Internet Dating and Romance Scams

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Romance scammers take $11 million off West Australians

WHEN Janet was contacted by an engineer on a dating website last year, she thought she had found a nice, good-looking man who was fascinating to talk to on the phone. But during the next five months, the 70-year-old lost a five-figure sum before realising scammers were pretending to be her Australian beau working in Kuala Lumpur.

After romancing Janet, “Richard McCarthy” told her he had problems with his engineering contract, had lost his credit card and needed a loan.

“He needed money for parts and asked for it to be put into his Malaysian business account, but always promised he would pay it back and even put that in writing,” Janet said.

“I began to get suspicious when we could never meet in person despite him travelling through Perth.

“I went to the airport to meet him once and he wasn’t there.”

A friend did an internet image search of his photos and revealed the scam to Janet.

“I felt betrayed and emotionally abused, and I still struggle to get my head around how somebody could be so wicked,” she said.

“Financially, it’s been a disaster, but the betrayal of trust is worse.”

The scammers used stolen photos of NSW actor and musician Clive Hodson.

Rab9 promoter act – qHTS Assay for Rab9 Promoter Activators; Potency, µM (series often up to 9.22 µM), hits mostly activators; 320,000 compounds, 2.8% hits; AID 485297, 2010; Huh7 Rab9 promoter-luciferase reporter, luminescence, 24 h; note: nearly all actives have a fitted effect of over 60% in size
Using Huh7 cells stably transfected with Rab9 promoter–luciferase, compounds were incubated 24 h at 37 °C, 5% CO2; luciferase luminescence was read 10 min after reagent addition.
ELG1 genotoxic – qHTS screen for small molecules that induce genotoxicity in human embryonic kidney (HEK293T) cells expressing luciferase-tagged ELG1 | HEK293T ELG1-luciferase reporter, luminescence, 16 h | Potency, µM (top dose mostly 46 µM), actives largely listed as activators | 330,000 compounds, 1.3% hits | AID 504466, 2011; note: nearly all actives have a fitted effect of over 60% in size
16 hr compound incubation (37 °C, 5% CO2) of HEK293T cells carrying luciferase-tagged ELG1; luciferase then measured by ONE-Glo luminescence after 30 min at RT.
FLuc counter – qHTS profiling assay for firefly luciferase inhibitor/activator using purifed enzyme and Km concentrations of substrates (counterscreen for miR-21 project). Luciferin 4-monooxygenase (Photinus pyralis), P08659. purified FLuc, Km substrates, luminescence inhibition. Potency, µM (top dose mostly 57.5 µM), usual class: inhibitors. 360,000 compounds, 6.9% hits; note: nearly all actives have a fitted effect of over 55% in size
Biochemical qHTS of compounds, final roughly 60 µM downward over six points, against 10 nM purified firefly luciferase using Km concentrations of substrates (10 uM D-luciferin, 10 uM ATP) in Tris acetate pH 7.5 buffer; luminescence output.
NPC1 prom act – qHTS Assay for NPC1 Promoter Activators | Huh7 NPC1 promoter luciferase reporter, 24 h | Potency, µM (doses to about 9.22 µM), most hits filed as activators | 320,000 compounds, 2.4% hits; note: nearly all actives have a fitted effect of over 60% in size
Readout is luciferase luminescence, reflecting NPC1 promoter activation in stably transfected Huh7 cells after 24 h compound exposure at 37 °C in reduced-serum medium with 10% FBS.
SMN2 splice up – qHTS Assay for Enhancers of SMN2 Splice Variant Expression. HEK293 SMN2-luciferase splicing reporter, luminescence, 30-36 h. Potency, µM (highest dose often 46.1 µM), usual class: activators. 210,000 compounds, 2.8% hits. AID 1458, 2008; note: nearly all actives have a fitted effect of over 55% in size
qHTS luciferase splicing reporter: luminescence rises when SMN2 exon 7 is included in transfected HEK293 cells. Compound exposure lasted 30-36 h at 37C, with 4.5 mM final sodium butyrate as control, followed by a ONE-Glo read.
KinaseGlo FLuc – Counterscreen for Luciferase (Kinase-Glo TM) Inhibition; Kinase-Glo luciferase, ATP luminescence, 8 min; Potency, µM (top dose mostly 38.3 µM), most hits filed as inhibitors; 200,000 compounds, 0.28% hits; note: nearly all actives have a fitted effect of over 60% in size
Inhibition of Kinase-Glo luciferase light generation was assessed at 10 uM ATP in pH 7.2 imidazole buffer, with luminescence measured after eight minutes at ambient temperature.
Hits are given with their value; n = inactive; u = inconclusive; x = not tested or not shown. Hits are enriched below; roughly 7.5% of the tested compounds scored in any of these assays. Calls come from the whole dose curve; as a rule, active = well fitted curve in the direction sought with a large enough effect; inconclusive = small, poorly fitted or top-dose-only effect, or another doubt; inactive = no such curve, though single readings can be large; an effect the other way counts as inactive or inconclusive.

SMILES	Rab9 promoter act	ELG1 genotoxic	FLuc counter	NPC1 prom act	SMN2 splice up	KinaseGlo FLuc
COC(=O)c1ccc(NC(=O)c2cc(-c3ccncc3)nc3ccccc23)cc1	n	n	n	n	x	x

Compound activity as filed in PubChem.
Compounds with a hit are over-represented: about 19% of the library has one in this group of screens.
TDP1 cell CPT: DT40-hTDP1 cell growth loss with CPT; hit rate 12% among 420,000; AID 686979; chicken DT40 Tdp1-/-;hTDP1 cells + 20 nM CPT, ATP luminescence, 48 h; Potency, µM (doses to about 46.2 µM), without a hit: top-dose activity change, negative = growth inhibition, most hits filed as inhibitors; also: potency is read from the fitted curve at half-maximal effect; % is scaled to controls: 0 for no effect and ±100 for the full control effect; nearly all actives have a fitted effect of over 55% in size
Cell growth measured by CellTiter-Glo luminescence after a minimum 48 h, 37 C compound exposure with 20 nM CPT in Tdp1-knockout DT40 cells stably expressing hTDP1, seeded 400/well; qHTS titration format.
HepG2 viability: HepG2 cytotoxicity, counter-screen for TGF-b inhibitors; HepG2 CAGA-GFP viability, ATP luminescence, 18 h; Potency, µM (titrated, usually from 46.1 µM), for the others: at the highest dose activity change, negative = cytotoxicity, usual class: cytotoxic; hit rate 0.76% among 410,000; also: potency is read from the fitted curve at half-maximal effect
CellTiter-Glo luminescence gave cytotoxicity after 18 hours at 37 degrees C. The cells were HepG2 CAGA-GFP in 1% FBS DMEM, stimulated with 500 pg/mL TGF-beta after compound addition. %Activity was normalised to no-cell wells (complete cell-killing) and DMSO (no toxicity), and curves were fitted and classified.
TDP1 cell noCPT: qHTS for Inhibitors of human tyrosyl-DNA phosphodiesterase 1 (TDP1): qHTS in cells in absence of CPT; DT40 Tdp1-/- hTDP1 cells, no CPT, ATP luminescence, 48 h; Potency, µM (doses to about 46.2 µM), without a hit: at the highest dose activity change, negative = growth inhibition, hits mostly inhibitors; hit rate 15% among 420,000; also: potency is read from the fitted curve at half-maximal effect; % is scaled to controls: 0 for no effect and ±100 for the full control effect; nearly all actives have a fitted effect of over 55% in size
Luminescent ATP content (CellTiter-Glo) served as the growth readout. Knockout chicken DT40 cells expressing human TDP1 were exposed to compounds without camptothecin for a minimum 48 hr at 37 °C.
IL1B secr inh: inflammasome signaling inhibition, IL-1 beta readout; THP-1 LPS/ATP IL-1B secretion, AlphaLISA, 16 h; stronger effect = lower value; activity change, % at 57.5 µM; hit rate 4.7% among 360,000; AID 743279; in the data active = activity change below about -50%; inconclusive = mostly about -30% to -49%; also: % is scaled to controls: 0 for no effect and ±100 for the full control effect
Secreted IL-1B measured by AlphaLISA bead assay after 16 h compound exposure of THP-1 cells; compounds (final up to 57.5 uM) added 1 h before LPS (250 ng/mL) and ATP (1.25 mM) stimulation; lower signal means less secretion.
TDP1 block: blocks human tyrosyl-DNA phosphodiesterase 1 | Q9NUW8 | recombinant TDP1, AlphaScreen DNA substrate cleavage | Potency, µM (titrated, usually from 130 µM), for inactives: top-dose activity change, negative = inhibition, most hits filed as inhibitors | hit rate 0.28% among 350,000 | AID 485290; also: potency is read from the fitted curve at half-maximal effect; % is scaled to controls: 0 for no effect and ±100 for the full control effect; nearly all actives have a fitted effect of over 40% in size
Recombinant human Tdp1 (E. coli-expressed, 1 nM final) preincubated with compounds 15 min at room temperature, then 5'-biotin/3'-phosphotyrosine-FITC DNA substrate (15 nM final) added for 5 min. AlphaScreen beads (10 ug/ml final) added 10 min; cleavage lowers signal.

“The fact that somebody can hide behind my photographs is very disturbing,” Mr Hodson said.

Janet was among 164 victims of romance fraud who lost a total of almost $11 million – the equivalent of $66,000 each – last year.

In total, 657 people reported losing $16.8 million with other scams involving investments, buying and selling online, business and technology.

Commerce Minister Michael Mischin said romance fraudsters targeted the lonely, vulnerable, isolated and elderly.

Detective Senior Sergeant Steve Potter said without Project Sunbird – a joint anti-fraud initiative with Consumer Protection – the numbers could have been higher.

He said more than 2000 letters had been sent since 2013, with the first letter leading to 60 per cent of victims ceasing to send money.

Those who continued received another letter, and about 40 per cent stopped after that.

Det Snr Sgt Potter said work with Nigerian authorities continued to bring offenders in west Africa to justice, but there were fraudsters in other countries including China, Turkey and Malaysia.

http://www.perthnow.com.au/news/western-australia/romance-scammers-take-11-million-off-west-australians/story-fnhocxo3-1227186042733?nk=8c8626dd2040c98b0887f5250de475a1

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January 19, 2015 - Posted by | Uncategorized

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